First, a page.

The latter report, by the NASA Engineering Safety Center showed that there were several scenarios in which engine speed can be increased, RPMs can surge, and the throttle can be opened to various degrees in contradiction to the driver’s command, and not set a Diagnostic Trouble Code (DTC). Among those causes of electronic malfunction in some Toyota vehicles the investigators found were tin whiskers in the Accelerator Pedal Position Sensor (APPS) of potentiometer-type pedals. The NESC and NHTSA teams did not engage independent engineers with expertise in vehicle engine management design, validation and testing to assist them, they allowed Toyota and Exponent to guide this research. To boot, the lauded space agency never examined components from any vehicles that experienced high-speed UA events – the very focus of the lengthy technical tome.
LaHood’s willingness to elide the facts in favor of a sound-bite that puts the matter to rest hurt every Toyota owner.
4. Effective Policymaker
When you are at the tippy-top of the organizational chart, you have a lot of power to make big societal changes, and no one did it better than Ray LaHood. Take distracted driving. Any ordinary Cabinet-level bureaucrat would convene a few summits, issue some reports and call it a day. Not Ray. He personally drove around the D.C. suburbs wagging his finger at drivers talking on their cell phones.
“What I’ve been doing is kind of honking at somebody if I see him on a cellphone,” he told WTOP, as a way of “taking personal responsibility” to reduce driver distractions.
That bristly-browed dude who was distracting you from your conversation with all that honking? Yeah, that was Ray.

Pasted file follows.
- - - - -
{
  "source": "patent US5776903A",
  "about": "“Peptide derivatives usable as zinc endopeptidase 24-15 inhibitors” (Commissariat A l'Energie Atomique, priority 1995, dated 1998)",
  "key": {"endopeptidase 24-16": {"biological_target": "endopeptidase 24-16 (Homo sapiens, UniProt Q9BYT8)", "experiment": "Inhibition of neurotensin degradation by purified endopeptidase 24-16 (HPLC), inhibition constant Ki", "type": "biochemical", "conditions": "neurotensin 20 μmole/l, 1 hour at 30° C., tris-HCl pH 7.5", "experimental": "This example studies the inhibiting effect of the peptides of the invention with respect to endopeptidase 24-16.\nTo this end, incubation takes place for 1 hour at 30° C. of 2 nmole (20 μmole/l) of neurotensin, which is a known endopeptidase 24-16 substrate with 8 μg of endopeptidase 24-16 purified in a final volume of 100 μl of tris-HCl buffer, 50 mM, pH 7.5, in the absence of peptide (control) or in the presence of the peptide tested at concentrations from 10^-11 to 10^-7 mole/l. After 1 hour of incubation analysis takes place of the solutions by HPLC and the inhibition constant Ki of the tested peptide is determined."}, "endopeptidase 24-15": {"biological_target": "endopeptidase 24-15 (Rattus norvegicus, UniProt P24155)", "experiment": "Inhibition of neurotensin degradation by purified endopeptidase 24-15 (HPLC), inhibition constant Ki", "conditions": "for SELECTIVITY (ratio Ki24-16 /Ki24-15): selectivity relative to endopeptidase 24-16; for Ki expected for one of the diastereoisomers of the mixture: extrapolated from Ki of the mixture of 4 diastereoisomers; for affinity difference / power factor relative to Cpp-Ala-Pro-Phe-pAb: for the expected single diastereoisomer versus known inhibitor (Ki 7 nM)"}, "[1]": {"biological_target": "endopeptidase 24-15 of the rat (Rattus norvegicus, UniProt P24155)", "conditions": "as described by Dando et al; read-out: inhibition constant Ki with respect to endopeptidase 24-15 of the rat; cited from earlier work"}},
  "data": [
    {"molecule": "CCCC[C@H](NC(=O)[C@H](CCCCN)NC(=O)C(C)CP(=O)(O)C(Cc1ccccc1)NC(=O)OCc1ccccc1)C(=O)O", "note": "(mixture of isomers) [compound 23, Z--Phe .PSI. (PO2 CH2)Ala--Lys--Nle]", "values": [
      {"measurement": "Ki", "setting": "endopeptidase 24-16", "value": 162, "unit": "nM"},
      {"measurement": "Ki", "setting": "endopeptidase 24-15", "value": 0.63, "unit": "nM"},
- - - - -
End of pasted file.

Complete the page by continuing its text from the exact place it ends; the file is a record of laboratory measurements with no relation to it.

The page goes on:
When the Boeing Dreamliner began to attract the sort of attention from regulators in the U.S. and Japan that most airlines would rather avoid, the Federal Aviation Administration and its counterparts in Japan – where 35 percent of the aircraft was manufactured – began to investigate. The fleet had been plagued by a series of failures, but the biggest questions rested on the safety of the Dreamliner’s lithium-ion batteries, which were the source of one on-board fire. Countries around the world agreed to ground the Dreamliner, and Japanese officials expressed grave concern. But not Ray. He went in the opposite direction, vouching for the Dreamliner’s safety to anyone with a pen, a camera or a microphone.
More recently, he defended his wholly unsupported observations to the Chicago Sun-Times:
“People know that I get up every day and think about safety and I think my record over four years shows that,” he said.
Ray may indeed think about safety every day. He certainly talked a lot about safety. Pushing prudent technologically-based policy to ensure safety? Not so much.
6. Most. Transparent. Evah.
Ray LaHood loved talking about transparency – at his confirmation hearing, at budget hearings, at Congressional hearings about airline fees, business flight plans, about Unintended Acceleration in Toyotas. And yet, the more X-Ray talked about transparency, the less information the public seemed to get. Documents associated with high-profile fines against automakers – absent from the public files. Routine pieces of investigation files – missing. NHTSA’s best-in-the-universe technical assessment of Toyota’s Unintended Acceleration problem – smeared with so much black ink, the technical community could not make heads or tails of what NHTSA and its partners at NASA did. Safety Research & Strategies was forced to take the DOT to court three times to get information that should have been readily available.